The last few weeks have been busy for postal nerds like me. While postal issues may not get the press other topics in Washington do, there is certainly a lot going on behind the scenes—including factors impacting postal reform—to continue to keep people like me busy over the summer. Let’s take a look at what’s happening in the postal world.
Presidential Task Force
In April, President Trump appointed a Task Force to review the U.S. Postal Service’s business model. The Task Force has been instructed to examine several core elements of the USPS’s model, including:
- Expansion and pricing of package delivery and the USPS’s role in competitive markets;
- Mail volume decline and its implications for the USPS’s self-financing and monopolies over letter delivery and mailboxes;
- The definition of the “universal service obligation” in light of changes in technology, e-commerce, marketing practices, and customer needs;
- The USPS’s role in the U.S. economy, especially in rural areas, communities, and small towns;
- The state of the USPS’s business model, workforce, operations costs, and pricing.
The Task Force has been busy meeting with postal stakeholders, including USPS management, representatives of the mailing industry, and postal unions. Industry delegates report being impressed by how well-informed and serious members of the Task Force have been. However, a recent report issued by the Trump administration (Delivering Government Solutions in the 21st Century) calling for privatization of the Postal Service has raised concerns by many stakeholders that the administration is not waiting for the conclusions of its own Task Force.
The Task Force is expected to issue its report to the President and Congress in early August.
Postal Regulatory Commission (PRC) Rate and Regulatory Review
After issuing preliminary recommendations late last year and conducting two rounds of comments earlier this year, the PRC seems to have paused its 10-year rate and regulatory review until the Presidential Task Force issues its report. The preliminary recommendations met stiff industry opposition because they focused solely on raising rates as a solution to the Postal Service’s financial struggles without considering the impact this may have on mail volumes or demanding productivity improvements from the agency.
Postal Reform Legislation
There have been encouraging signs of activity recently in the effort to craft postal reform legislation to strengthen USPS finances. A bipartisan bill was introduced in the Senate (S. 2629) that largely follows the model of H.R. 576 passed by the House Oversight and Government Reform Committee last year. The Senate bill takes a slightly different approach to Medicare integration for postal retirees that will lessen the impact of this change on the Medicare Trust Fund. It also adds requirements to strengthen the delivery of postal services in rural areas.
In addition, Reps. Mark Meadows (R-NC) and Gerry Connolly (D-VA) have reintroduced the House version of the postal reform bill as H.R. 6076 to reinvigorate postal reform in the House. However, it looks like both the House and the Senate are also waiting for the report of the Presidential Task Force before moving forward with their respective versions of postal reform legislation.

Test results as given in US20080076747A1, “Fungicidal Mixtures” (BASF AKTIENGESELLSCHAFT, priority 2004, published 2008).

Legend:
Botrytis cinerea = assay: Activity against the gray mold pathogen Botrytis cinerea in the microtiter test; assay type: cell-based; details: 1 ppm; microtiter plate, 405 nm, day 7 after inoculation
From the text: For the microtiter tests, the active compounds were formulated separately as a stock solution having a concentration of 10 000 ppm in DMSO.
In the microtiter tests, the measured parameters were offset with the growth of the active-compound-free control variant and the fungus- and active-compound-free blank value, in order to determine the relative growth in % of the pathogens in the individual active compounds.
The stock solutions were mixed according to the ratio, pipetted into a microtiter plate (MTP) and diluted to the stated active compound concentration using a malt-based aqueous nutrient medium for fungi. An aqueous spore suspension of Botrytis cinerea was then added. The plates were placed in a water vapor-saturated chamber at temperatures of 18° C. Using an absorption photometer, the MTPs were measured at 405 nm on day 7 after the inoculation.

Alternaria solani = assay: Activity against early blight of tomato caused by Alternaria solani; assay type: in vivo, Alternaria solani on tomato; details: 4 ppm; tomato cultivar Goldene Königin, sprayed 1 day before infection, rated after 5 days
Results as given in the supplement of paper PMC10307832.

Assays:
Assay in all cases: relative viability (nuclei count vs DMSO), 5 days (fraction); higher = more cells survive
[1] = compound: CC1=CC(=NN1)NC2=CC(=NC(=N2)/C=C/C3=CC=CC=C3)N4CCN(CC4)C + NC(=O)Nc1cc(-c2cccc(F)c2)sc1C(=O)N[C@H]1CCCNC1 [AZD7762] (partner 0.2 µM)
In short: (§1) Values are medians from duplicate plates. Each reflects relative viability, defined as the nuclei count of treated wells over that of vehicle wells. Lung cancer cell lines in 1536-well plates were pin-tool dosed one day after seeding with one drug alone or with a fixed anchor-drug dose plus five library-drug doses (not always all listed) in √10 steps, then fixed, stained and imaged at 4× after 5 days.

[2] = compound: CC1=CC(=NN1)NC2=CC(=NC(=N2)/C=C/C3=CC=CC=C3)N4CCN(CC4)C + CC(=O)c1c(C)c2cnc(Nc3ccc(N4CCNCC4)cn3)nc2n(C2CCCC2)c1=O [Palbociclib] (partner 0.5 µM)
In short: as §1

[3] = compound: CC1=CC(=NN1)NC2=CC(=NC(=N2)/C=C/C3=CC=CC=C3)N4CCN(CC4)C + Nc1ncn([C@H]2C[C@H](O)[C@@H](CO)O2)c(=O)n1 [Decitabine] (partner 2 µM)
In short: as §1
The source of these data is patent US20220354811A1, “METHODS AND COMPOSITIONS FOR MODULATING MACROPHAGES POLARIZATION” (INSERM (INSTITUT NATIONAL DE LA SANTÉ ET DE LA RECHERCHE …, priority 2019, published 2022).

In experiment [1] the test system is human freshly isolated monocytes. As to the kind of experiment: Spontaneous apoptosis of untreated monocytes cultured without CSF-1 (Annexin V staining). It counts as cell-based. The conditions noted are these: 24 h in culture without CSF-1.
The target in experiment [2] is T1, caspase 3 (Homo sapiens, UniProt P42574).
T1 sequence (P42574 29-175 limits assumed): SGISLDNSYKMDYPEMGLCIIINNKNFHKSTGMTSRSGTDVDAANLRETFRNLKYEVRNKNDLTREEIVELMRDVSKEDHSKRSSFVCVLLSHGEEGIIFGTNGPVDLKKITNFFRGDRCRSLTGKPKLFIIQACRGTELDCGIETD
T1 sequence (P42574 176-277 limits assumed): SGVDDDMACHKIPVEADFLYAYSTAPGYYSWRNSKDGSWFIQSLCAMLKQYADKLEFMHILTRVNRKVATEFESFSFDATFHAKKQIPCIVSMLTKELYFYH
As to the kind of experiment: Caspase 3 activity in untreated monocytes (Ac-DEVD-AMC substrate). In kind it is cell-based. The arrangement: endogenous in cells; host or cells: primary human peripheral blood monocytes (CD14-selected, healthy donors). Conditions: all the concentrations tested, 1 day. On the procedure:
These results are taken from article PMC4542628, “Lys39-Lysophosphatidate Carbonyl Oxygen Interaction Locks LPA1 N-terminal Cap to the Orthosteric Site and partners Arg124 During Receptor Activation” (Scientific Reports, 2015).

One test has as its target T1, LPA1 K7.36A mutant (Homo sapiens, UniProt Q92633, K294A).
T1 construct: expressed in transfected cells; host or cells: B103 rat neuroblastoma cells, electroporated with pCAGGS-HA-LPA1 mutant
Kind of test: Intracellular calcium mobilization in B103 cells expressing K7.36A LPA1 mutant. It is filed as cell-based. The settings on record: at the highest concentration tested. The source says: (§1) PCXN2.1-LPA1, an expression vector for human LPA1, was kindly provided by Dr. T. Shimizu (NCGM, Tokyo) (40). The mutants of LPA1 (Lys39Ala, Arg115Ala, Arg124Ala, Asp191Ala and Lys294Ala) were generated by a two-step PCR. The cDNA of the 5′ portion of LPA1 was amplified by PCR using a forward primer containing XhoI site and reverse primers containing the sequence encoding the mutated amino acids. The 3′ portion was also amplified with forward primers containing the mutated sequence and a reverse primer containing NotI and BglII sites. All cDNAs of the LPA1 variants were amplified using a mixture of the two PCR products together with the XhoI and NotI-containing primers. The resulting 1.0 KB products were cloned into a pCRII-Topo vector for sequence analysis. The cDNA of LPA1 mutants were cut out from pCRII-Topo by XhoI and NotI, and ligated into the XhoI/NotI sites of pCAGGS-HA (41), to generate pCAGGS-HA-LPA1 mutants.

USPS Governance and Oversight
The USPS Board of Governors functions like a board of directors for a private company. It should consist of the Postmaster General, the Deputy Postmaster General, and nine presidentially appointed Governors. The term of the last serving presidentially appointed Governor ended in December 2016, and the Postal Service has been without outside leadership since then.
This is important because postal law reserves several actions for presidentially appointed Governors, such as approving price changes (including promotions). In addition, as PostCom President Michael Plunkett has observed, “The lack of Governors creates all kinds of harm to the postal system … One of the less obvious effects is that it appears to foster risk intolerance at USPS as management lacks the backing and air cover that a well-constructed Board can provide.”
Progress is slowly being made in reconstituting the Board. President Trump has nominated three individuals, two of whom (former USPS Inspector General David Williams and former Republican National Committee chairman Robert Duncan) were moved forward by the Homeland Security and Governmental Affairs Committee for confirmation by the full Senate. Currently Sen. Lisa Murkowski (R-AK) has placed a hold on Williams’ confirmation, citing disagreements over a 2011 Office of Inspector General report on the Alaska Bypass Mail program that ships goods to rural villages in Alaska. We are hopeful this issue can be resolved quickly, and at least these two nominees can begin the process of rebuilding the Board of Governors.
The Postal Regulatory Commission has also been functioning with only four of its full complement of five commissioners since November 2015. Not having a full complement has complicated some of the commission’s oversight work because of the possibility of tie votes on controversial dockets, such as the 10-year rate and regulatory review. Earlier this month, the President nominated Michael Kubayanda to fill the open seat. His nomination is currently awaiting a hearing in the Senate Homeland Security and Governmental Affairs Committee.
As you can see, it’s going to be a busy summer for us postal nerds. Keep reading SpeakingDIRECT to stay on top of all the postal changes happening in Washington and across the country.
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